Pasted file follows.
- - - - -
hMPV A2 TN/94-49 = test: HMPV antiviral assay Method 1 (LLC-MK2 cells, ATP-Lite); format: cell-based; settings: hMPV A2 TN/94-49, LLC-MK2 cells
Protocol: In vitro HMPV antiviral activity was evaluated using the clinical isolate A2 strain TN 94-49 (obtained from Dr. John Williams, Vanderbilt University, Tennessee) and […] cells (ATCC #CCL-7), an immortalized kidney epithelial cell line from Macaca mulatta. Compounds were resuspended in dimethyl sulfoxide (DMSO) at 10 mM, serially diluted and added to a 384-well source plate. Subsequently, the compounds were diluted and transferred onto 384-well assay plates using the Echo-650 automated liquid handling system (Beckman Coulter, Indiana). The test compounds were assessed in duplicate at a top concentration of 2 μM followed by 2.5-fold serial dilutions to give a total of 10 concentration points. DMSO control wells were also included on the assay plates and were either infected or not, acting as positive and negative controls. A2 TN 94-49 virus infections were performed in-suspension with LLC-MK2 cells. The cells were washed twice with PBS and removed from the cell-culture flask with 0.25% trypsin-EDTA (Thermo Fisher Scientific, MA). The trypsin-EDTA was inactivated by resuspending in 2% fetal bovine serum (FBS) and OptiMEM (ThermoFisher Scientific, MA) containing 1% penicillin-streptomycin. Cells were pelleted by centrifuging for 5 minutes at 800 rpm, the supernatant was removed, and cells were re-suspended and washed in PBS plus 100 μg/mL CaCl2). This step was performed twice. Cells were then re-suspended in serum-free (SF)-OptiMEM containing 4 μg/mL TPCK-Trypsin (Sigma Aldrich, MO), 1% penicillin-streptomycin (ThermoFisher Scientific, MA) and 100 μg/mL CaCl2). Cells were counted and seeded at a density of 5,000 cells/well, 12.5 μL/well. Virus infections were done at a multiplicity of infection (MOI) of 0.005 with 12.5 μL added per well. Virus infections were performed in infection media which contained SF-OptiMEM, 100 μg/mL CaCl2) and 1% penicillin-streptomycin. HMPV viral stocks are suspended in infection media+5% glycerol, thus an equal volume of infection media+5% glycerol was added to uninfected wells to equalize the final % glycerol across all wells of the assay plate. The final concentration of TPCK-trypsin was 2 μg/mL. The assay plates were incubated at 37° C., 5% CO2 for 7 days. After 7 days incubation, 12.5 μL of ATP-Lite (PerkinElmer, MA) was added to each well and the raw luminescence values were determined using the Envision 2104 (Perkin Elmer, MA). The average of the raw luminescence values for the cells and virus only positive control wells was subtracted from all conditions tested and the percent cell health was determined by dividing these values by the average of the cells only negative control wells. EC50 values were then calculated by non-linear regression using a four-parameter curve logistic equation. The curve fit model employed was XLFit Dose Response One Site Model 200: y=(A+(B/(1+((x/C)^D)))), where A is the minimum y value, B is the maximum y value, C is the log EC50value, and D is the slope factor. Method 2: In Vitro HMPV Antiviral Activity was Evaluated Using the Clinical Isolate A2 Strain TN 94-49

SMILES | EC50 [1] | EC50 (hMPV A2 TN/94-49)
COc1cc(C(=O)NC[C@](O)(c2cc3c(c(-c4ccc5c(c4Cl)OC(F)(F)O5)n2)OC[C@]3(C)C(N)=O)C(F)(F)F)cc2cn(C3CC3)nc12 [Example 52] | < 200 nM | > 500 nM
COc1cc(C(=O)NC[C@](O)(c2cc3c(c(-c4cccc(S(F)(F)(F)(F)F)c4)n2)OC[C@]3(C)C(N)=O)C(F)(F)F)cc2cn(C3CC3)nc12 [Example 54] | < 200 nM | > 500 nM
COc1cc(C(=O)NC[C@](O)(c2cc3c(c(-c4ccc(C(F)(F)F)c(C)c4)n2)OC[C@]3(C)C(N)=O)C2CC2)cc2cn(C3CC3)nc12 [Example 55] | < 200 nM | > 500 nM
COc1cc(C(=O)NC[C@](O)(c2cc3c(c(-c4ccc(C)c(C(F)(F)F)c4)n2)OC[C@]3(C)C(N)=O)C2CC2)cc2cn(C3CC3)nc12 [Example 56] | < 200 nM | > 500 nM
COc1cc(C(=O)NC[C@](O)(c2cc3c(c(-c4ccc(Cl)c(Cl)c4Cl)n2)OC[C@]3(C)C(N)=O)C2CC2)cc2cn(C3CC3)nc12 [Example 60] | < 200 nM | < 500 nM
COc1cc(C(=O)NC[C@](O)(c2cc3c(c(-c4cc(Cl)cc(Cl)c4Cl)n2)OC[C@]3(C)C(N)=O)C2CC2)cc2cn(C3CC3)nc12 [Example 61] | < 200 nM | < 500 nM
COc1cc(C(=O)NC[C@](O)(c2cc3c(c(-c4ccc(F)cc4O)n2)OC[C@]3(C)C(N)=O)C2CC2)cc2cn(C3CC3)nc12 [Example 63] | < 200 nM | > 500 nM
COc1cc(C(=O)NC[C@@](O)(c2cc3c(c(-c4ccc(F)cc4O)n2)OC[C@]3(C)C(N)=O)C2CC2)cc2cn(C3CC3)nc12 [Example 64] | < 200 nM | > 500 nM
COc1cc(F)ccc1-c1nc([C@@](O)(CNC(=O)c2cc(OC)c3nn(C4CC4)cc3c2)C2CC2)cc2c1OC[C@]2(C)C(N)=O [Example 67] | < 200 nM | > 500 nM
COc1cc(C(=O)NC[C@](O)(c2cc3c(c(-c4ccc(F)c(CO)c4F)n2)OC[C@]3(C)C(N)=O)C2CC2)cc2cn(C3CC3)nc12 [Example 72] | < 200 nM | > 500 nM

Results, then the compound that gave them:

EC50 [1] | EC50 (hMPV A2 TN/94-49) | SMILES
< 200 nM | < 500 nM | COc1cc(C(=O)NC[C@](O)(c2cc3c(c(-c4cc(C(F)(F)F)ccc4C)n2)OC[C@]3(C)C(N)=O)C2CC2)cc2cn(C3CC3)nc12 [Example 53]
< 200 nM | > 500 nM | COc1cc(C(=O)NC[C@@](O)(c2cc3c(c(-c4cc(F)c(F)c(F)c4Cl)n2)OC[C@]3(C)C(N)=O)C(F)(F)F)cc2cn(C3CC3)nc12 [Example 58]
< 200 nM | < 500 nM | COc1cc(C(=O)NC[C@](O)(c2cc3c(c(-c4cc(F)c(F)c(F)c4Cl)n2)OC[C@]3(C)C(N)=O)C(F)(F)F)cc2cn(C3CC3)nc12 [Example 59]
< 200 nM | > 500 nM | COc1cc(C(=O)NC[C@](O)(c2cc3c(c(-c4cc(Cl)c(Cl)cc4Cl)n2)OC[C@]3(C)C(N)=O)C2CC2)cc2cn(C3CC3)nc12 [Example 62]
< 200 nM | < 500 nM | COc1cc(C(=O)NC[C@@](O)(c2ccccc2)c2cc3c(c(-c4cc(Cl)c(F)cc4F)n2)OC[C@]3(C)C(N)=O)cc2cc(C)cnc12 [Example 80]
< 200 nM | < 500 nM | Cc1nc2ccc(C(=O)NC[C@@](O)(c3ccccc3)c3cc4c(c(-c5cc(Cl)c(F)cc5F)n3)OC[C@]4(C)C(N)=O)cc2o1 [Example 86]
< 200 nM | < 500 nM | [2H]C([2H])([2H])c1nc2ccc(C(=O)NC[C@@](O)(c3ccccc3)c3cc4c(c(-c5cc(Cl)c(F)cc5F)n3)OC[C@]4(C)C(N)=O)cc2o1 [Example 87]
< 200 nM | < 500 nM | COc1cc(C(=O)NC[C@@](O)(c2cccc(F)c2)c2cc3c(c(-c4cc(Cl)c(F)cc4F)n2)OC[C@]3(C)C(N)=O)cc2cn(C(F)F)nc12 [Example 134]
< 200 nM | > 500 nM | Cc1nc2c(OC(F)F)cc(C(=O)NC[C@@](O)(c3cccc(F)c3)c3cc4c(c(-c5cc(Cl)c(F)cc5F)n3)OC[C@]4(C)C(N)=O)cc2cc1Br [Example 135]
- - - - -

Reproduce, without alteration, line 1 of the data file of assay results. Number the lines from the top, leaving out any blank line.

hMPV A2 TN/94-49 = test: HMPV antiviral assay Method 1 (LLC-MK2 cells, ATP-Lite); format: cell-based; settings: hMPV A2 TN/94-49, LLC-MK2 cells